Even though the weather is warm, most people forget just how cold the water can be. All it takes is an unexpected wave, the tug of a big fish, or a little clumsiness to send you into the frigid water.
Spring is almost here and many anglers and boaters are heading back to the lakes and rivers to finally get out onto the water. Even though the weather is warm, most people forget just how cold the water can be. All it takes is an unexpected wave, the tug of a big fish, or a little clumsiness to send you into the frigid water.
But hypothermia isn’t a threat to only fishermen. Many hunters and hikers set out on warm spring days, wearing just jeans and a t-shirt. All this cotton, no back up clothes and unpredictable spring weather is a combination to a hypothermia emergency.
So what is hypothermia?
Hypothermia is a medical event that occurs when a person’s body core temperature drops below 95 degrees. This can be caused by exposure to water, wind, very cold air or all of the above. A decrease in critical body heat can result in a loss of dexterity, poor mental state, a loss of consciousness and eventually death. A few minutes in cold water makes it very difficult to swim, or even to stay afloat. Also, the sudden shock of hitting cold water can cause a reflexive “gasp” allowing water to enter the lungs, so that drowning can be almost immediate.
Always wear your PFD!
Why is the cold water so bad? Your body can cool down 25 times faster in cold water than in cold air. Be aware that children, the elderly, the ill and the very slender are at more risk of cooling down and becoming hypothermic than someone who is bigger.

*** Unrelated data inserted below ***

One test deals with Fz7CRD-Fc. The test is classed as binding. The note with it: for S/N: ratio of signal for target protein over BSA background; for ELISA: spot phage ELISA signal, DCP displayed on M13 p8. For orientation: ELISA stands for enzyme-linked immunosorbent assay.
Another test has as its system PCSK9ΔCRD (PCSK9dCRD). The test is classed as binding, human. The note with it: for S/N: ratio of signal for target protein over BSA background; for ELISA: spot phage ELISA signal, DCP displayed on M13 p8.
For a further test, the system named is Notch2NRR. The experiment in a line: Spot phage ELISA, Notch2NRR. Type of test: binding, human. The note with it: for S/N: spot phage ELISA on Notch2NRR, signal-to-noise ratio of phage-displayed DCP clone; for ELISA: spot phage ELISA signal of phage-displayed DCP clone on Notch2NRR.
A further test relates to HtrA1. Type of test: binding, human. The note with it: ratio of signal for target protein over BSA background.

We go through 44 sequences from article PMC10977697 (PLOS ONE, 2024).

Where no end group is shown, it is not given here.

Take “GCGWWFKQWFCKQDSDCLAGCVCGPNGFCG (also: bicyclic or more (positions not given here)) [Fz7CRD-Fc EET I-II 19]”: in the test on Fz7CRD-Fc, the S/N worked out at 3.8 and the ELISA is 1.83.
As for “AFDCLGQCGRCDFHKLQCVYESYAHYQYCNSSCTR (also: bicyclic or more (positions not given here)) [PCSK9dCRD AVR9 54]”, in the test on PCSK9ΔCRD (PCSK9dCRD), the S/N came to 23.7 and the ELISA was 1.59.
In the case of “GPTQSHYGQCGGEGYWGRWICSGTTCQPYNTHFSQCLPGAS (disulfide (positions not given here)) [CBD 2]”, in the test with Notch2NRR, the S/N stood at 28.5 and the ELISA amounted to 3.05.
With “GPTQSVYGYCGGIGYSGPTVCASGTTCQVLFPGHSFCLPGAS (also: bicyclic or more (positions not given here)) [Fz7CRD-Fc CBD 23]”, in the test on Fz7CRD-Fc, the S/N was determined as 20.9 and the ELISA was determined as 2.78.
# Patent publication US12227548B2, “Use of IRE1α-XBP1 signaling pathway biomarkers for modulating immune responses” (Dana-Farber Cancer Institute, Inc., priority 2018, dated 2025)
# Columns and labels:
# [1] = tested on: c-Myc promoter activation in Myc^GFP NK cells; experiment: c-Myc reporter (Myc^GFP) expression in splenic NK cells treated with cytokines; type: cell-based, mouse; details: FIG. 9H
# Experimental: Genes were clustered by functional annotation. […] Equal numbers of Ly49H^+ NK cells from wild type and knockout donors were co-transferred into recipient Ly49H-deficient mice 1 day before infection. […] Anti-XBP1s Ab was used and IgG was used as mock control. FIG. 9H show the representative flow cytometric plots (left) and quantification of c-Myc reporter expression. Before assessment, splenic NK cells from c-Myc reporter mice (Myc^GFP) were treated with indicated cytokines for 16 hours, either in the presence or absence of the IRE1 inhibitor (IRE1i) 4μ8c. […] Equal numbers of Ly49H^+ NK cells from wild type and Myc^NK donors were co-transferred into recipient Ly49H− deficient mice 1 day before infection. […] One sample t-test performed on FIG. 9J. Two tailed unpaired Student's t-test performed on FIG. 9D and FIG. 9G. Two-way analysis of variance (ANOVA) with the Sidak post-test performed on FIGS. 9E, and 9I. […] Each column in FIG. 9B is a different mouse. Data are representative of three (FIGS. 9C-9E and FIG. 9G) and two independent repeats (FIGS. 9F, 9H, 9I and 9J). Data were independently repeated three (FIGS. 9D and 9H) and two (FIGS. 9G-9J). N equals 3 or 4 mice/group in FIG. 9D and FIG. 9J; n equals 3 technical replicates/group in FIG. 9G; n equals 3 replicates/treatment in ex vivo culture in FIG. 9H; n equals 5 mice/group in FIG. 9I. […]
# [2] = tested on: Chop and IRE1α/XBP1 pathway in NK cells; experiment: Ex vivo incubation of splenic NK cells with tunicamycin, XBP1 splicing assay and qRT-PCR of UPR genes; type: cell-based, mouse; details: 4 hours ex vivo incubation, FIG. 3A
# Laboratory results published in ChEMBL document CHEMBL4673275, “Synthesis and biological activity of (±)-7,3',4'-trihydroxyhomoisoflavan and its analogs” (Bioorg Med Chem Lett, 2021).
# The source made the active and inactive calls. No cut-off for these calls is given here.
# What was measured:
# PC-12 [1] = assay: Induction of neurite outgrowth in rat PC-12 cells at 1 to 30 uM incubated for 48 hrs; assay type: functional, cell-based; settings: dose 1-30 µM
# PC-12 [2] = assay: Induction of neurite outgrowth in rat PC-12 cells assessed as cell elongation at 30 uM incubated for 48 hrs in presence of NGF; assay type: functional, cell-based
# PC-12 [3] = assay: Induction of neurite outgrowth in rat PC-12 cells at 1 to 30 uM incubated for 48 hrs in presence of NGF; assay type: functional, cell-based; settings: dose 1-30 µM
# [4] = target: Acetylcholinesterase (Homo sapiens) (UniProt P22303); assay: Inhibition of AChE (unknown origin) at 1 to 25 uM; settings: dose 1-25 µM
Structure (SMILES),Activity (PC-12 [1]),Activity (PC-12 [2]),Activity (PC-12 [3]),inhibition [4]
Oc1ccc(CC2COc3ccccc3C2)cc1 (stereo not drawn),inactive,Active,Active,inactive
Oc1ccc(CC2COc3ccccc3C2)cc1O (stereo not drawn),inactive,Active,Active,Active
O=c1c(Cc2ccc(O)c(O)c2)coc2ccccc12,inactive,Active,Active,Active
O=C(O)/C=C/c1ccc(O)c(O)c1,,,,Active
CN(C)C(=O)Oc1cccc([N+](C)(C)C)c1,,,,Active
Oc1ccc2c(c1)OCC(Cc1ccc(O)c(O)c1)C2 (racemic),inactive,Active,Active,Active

Spot the Symptoms of Hypothermia**
There are several signs that you can watch for to catch hypothermia while it is still treatable in the field.
– Mild Hypothermia
Symptoms: confusion, slurred speech, numbness or tingling in the skin
Check to see if the person can touch his thumb to his pinky finger of the same hand. The forearm muscles are the first to lock up in mild hypothermia. These sluggish forearm muscles are a good indicator of body warmth, and give you a good clue before shivering begins.
– Moderate Hypothermia
Symptoms: violent shivering, clumsiness, lack of coordination, pale skin, blue-colored extremities.
– Severe Hypothermia
Symptoms: difficulty speaking, trouble walking or moving, amnesia, extreme tiredness, irrational behavior
Rewarming someone is the main method of treatment, both in the field and in the hospital.
– Passive external rewarming involves the use of a person’s own heat-generating ability. You can get the victim out of wet clothes, and into some properly insulated dry clothing and a warm environment. Give the victim a little high-calorie food and warm sips of a hot beverage if the hypothermia is mild.
– Active external rewarming involves applying warming devices externally such as a hot water bottle in both armpits. Never use hot baths to treat a hypothermic person, as it can cause a heart attack.
– Active core rewarming should only be administered by a professional because it involves the use of intravenous warmed fluids, irrigation of body cavities with warmed fluids, use of warm humidified inhaled air, or use of extracorporeal rewarming such as a heart lung machine. None of this should be attempted in the field, and be aware that moderate to severe hypothermia victims often go into shock as they rewarm.
Always get yourself or your buddies to the doctor if you even suspect hypothermia. It can shake loose other medical events like a heart attack or stroke. And remember what your mama said: always bring an extra jacket.